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Conscious Insobriety: ‘Eccentrically we Love’ by the Fugitives

In Album Reviews, Canada on March 23, 2010 at 9:48 pm

The Fugitives have been described as anything from ‘folk-hop’ and ‘slam-folk’ to ‘spoken word cabaret’. However, on their latest album, ‘Eccentrically We Love’, out today on 604 records, The Fugitives move from defying classification towards more traditional pursuits; elegant, thoughtful, and intelligent folk-music.

Yet traditional does not mean simplistic. Rather, the album is a contemplative set of coherent musings on topics close to home; any home of any body. From the opening line, ‘a house is a snail shell/its walls are so thin/they tell of my neighbours making love love love’, it is clear that The Fugitives are not out to radicalise you or exhaust you with intense and far-reaching thoughts. They concern themselves with houses and homes, loves and lies, flowers and (best of all) ‘things’. Everyday things. Yet they do so with significant lyrical and poetic skill. Again, theirs is not the poetry of the dense and obtuse, their words slip and skip off their tongues with a natural ease that reflects their domestic concerns; ‘as you smoke one more joint/that you roll in one hand/and your lips now anoint…I wish i was sober enough to drive’. Conscious insobriety is The Fugitives’ gift.

These lyrical concerns persist throughout the album, but they never bore you; think of them as all fitting the same lyrical context –  each song is a thread with its own beauty, but the album is the rich tapestry. The colours of the threads are created by the composition of guitars, drums, banjos and violins; folk music which befits concern for folk. The bouncy chord progression underneath the ‘the usher’s programme basket’ moves it from being a plainly uninteresting object, to one which plays a part in the lives of numerable people everyday, bouncing around among their hands in your mind between the troughs and peaks of the rhythm.  The music will never be picked up as groundbreaking or genre pushing, but The Fugitives delve deep into their tradition, mining the wealth of ideas available to them in a similar way to the Fleet Foxes. In fact there is so much creativity and difference between all the songs it is hard not to be impressed with the dedication and concern which must have gone into making this album; The Fugitives love to spend time singing about the things they love. The eccentric love of the title track comes merely from observation; as singer Barbara Adler considers the prospect that her lover wants to see her ‘as a Catholic school girl, with her skirt around [her] knees’. Adler’s gentle delivery, over serene guitar picking and quiet piano chords, turns this from crude to eccentric, and only bedroom eccentric at that.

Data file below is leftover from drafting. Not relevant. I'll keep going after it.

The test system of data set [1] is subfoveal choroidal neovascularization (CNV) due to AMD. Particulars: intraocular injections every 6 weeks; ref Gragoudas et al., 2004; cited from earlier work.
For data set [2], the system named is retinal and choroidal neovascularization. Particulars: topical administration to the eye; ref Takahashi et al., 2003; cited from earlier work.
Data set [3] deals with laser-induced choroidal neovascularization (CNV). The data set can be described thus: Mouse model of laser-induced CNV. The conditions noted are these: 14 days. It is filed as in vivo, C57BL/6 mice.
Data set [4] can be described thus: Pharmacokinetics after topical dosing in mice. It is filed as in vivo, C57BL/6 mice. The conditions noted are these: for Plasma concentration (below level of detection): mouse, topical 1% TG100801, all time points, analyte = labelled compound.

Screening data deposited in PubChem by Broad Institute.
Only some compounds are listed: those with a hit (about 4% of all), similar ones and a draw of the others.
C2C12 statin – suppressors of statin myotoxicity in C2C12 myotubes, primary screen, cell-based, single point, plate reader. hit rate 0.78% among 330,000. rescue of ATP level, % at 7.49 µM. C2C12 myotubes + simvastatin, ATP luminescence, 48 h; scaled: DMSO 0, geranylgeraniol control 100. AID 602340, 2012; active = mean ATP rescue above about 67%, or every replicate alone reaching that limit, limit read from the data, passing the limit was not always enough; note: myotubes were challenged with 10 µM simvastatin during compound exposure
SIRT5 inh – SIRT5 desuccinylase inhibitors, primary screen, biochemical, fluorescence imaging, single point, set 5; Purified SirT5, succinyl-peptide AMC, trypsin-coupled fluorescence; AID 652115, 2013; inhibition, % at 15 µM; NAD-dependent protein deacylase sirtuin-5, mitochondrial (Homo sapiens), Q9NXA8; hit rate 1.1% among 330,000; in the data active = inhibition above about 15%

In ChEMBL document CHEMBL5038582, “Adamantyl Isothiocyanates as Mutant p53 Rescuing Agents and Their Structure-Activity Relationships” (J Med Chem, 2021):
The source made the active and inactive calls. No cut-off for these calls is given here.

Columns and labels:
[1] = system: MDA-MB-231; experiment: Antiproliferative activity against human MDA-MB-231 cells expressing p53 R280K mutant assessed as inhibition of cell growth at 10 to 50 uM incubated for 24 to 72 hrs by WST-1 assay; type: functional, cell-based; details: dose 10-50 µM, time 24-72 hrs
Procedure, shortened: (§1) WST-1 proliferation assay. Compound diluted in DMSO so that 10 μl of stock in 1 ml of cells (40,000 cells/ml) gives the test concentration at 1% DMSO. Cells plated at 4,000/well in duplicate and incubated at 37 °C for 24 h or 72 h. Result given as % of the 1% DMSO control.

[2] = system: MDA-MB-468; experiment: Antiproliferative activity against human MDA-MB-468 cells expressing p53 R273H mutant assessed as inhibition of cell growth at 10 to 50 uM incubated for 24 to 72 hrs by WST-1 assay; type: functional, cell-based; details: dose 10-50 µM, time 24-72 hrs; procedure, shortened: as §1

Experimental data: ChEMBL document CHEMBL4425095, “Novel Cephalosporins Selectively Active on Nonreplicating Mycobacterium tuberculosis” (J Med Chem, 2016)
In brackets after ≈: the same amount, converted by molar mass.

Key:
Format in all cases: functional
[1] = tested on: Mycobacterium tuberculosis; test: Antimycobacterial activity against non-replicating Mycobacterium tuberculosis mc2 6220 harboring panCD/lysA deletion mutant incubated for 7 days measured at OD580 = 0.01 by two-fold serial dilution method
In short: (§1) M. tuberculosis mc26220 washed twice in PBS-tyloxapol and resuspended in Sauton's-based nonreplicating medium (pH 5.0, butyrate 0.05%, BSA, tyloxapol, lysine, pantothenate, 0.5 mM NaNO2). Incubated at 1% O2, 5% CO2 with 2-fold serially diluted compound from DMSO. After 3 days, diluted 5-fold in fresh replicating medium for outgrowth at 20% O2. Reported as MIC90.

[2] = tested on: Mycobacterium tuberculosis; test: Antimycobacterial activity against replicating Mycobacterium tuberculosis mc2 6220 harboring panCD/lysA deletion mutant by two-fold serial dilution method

Adler sings that she will ‘take my time on you/ because we’re the kind of people who deserve the long view’.  Sometimes, we all are, and we all could do worse than observe the long view; ‘all this trouble in the world/let it come/let it come.’

‘Eccentrically we Love’ is available for purchase here, and you can pre-order the iTunes download here.

Snail Shell:

City of Rain:

All This Trouble:

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